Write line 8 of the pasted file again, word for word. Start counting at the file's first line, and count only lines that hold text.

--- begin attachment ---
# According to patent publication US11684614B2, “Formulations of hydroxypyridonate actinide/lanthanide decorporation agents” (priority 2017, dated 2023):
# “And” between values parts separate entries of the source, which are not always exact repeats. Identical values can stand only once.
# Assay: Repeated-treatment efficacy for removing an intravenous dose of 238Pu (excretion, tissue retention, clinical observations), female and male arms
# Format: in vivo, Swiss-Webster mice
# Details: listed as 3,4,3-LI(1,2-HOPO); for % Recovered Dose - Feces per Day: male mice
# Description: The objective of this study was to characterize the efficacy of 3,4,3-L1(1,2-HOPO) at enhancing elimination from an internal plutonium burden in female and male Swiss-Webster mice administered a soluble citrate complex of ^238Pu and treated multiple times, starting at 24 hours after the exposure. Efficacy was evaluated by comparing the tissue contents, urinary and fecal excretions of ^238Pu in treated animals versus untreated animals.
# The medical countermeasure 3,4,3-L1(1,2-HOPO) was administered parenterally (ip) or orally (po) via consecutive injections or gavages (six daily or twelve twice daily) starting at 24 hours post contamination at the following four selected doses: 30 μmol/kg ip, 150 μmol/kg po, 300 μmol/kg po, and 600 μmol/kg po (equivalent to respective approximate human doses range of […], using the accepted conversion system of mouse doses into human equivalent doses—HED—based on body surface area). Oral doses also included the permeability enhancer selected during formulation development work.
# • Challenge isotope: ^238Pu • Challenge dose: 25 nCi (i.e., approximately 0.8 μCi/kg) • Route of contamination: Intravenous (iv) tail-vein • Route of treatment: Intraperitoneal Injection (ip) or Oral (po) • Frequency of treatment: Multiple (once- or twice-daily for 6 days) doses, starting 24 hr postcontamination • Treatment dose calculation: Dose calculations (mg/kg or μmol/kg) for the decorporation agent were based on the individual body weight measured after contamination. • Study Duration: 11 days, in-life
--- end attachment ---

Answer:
# • Challenge isotope: ^238Pu • Challenge dose: 25 nCi (i.e., approximately 0.8 μCi/kg) • Route of contamination: Intravenous (iv) tail-vein • Route of treatment: Intraperitoneal Injection (ip) or Oral (po) • Frequency of treatment: Multiple (once- or twice-daily for 6 days) doses, starting 24 hr postcontamination • Treatment dose calculation: Dose calculations (mg/kg or μmol/kg) for the decorporation agent were based on the individual body weight measured after contamination. • Study Duration: 11 days, in-life